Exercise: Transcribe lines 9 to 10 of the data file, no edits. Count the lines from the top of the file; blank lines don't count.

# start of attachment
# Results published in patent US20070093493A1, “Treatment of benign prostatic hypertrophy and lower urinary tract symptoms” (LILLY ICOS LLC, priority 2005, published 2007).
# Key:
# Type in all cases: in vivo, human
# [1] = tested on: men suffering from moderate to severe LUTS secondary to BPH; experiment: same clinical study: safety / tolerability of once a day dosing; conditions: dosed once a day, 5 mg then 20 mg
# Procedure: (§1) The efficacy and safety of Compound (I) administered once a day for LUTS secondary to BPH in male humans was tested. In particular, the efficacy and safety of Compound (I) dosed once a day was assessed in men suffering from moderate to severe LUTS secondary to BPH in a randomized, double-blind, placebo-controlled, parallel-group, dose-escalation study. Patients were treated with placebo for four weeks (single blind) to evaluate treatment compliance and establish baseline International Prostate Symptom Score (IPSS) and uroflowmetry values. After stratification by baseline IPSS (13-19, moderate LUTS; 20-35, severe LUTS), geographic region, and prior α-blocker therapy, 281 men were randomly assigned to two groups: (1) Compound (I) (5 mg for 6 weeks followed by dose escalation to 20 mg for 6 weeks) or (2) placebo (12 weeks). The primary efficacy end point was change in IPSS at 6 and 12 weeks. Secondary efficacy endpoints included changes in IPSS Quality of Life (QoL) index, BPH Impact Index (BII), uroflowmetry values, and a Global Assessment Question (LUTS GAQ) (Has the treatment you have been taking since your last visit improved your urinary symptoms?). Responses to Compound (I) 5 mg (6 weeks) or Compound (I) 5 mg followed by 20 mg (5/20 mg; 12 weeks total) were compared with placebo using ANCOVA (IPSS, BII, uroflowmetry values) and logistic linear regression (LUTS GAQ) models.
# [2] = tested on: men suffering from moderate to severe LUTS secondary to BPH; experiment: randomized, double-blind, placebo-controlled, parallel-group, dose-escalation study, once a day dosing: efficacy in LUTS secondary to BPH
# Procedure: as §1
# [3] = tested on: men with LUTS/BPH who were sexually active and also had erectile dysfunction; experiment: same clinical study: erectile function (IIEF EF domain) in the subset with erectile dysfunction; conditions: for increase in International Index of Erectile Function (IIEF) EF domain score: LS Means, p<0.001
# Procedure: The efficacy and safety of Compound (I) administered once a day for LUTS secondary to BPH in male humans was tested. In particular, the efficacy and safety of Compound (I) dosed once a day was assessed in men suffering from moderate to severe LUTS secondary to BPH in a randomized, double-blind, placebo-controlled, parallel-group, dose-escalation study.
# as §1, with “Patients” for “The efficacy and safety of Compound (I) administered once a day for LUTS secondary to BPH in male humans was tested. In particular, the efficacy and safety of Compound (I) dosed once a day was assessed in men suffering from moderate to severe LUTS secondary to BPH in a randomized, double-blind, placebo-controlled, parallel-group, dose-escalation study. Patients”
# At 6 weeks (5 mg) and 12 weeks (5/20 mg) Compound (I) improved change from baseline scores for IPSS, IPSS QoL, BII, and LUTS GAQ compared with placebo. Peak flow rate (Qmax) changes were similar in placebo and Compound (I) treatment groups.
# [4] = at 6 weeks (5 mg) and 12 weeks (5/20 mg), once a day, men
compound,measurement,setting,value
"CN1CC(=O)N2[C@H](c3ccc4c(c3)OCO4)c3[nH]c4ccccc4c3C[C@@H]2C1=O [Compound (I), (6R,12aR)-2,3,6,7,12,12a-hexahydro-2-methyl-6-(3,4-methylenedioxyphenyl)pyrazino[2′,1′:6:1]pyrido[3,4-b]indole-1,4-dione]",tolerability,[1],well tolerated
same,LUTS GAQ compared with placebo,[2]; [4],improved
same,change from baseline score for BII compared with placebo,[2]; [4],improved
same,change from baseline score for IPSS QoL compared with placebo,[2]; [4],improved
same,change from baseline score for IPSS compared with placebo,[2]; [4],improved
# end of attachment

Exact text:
# Procedure: The efficacy and safety of Compound (I) administered once a day for LUTS secondary to BPH in male humans was tested. In particular, the efficacy and safety of Compound (I) dosed once a day was assessed in men suffering from moderate to severe LUTS secondary to BPH in a randomized, double-blind, placebo-controlled, parallel-group, dose-escalation study.
# as §1, with “Patients” for “The efficacy and safety of Compound (I) administered once a day for LUTS secondary to BPH in male humans was tested. In particular, the efficacy and safety of Compound (I) dosed once a day was assessed in men suffering from moderate to severe LUTS secondary to BPH in a randomized, double-blind, placebo-controlled, parallel-group, dose-escalation study. Patients”